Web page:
Calcium For Knee Pain | Benefits, Dose, Risks, And More!

Written By on May 6, 2022 — Medically Reviewed By Mich Torres (PT)

This mineral is widely known for its role in bone health. But, research shows that supplementing with calcium for knee pain management may not be an effective strategy. (1, 2)

So far, scientists believe calcium supplementation may help knee pain indirectly. It can do it by keeping conditions that do cause it – like osteoporosis fractures – under control.

Below, we’ll discuss how calcium relates to knee pain, the side effects of taking it as a supplement, and more. These are the topics we cover, tap on any of them to easily navigate through the article:

Calcium supplementation and knee pain

Calcium supplementation in itself is not an effective pain management strategy. At least not for knee joint disease.

This was tested in a 2013 study. There, researchers had a group of postmenopausal women and gave them calcium and vitamin D supplements for 2 years. After that, they had no improvement in joint pain. (1)

They concluded that this happened in part because calcium doesn’t work in the same way as nonsteroidal anti-inflammatory drugs. These are effective medications for managing knee pain. (1)

Yet, calcium may help knee pain indirectly by promoting joint health.

More specifically, by treating osteoporosis. This is a condition where the bone mineral density is low. The bones get weak and are extremely prone to fracture as a result.

Apart from the severe pain, osteoporosis-related fractures are quite hard to heal. This is because the bone is already weak, so the quality of the tissue won’t be as good as with a healthy bone.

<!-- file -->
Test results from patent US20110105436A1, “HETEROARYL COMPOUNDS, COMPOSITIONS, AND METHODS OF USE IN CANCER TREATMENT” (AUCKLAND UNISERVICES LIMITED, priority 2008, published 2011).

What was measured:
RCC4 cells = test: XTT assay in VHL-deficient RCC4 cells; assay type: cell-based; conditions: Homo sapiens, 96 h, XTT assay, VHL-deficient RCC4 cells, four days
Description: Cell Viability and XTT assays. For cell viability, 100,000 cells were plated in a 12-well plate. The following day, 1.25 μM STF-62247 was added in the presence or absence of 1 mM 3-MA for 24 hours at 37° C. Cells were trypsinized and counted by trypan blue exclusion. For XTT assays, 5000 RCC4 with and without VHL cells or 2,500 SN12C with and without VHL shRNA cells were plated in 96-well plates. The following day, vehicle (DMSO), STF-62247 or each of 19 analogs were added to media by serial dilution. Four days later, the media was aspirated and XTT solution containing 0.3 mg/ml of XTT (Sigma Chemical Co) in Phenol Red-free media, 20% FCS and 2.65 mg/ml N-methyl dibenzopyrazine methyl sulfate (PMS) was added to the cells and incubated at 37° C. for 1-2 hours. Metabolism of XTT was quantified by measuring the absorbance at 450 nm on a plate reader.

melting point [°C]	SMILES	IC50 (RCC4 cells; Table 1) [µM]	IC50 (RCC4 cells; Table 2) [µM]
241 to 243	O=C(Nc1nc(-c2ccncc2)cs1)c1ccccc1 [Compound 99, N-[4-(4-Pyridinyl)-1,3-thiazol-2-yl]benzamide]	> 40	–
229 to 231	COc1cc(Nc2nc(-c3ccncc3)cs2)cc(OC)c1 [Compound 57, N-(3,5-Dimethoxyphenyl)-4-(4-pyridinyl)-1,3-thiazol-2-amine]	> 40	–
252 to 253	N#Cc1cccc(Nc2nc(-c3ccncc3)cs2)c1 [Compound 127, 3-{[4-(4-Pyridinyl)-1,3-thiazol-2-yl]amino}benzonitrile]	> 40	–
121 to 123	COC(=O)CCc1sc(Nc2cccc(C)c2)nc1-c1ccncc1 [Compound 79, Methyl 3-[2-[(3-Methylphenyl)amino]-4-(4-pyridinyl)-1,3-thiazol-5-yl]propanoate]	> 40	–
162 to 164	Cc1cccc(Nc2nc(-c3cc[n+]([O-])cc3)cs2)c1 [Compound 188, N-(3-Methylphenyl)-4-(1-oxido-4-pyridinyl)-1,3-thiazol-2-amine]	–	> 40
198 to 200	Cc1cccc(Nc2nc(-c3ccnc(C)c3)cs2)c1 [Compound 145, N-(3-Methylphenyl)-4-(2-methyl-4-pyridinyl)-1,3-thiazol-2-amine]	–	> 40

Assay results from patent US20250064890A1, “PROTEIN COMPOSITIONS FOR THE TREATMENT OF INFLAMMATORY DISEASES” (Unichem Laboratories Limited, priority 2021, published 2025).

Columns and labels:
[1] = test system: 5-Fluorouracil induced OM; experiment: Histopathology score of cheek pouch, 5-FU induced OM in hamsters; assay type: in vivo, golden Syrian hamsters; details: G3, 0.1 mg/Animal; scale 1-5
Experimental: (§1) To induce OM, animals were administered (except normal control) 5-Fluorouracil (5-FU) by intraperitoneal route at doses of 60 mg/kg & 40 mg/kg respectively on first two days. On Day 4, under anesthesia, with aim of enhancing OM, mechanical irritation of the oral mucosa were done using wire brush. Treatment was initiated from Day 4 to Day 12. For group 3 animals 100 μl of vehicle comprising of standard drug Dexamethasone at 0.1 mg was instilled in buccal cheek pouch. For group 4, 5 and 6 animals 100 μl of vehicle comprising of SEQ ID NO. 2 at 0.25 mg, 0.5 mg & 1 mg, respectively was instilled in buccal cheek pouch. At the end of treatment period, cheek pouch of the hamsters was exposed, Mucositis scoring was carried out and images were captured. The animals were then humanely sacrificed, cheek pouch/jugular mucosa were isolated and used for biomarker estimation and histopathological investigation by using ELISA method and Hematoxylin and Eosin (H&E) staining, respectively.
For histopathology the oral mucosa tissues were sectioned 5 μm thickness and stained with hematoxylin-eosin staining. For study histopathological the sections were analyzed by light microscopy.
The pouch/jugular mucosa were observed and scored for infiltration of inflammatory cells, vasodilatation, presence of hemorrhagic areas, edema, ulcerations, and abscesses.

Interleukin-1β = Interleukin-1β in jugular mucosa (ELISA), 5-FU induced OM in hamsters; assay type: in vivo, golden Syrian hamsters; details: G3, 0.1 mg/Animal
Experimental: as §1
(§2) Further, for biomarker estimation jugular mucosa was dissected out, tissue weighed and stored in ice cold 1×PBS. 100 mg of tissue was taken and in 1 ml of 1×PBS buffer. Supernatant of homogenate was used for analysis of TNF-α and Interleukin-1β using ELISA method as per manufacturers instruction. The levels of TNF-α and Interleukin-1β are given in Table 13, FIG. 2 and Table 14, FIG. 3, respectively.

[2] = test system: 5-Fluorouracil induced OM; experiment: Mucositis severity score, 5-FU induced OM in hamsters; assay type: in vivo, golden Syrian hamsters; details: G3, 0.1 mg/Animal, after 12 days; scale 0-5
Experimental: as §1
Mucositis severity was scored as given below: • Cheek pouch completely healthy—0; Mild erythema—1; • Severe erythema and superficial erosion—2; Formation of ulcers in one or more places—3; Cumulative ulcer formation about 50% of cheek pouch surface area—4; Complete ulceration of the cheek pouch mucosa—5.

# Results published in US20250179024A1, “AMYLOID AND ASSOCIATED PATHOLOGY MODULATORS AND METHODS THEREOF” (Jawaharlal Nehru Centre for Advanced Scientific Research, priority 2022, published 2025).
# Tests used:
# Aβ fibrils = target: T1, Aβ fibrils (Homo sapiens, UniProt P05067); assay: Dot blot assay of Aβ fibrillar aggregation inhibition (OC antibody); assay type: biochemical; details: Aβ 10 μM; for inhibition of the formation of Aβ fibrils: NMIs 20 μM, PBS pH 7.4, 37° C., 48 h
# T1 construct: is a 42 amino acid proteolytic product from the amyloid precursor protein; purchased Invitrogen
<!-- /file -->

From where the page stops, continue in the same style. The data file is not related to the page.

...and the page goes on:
If the fracture happens on the bones around the knee joint, it can easily lead to chronic pain in that area. But taking calcium supplements can keep your bones healthy, thus preventing future fractures. (3)

Calcium deficiency

Our body needs to maintain its calcium levels within a specific range. Otherwise, it won’t function properly and our risk of health issues increases.



Lack of healthy levels of calcium can occur in the following situations:

  • Diet lacks adequate calcium sources.
  • Intestinal disorders that disrupt calcium absorption.
  • Postmenopausal hormonal changes.

Vitamin D deficiency is another cause of lack of calcium.

This is because this vitamin is crucial for maintaining calcium levels within normal ranges. So, a low vitamin D intake may drop the levels of this mineral, causing deficiency symptoms.

The symptoms of calcium deficiency include:

  • Muscle spasms and cramps.
  • Tingling sensation around the lips.
  • Numbness in the hands and feet.
  • Increased risk of fractures.
  • Mood disorders.
  • Depression.
  • Hallucinations. (2)

Excess calcium levels

This rarely occurs in healthy people because their bodies are more than capable of keeping the levels in check. Yet, it can occur in patients with certain diseases, such as (2, 4):

  • Kidney diseases.
  • Granulomatous disorders, like sarcoidosis.
  • Hyperparathyroidism.
  • Multiple myeloma.
  • Paget’s disease.

Elevated calcium levels always require a full health check, as it can be a sign of something more serious going on.

The symptoms of high calcium levels include:

  • Knee joint and muscle aches.
  • Stomach aches.
  • Kidney stones.
  • Mood disorders.
  • Bone pain.
  • Increased urinary frequency. (4)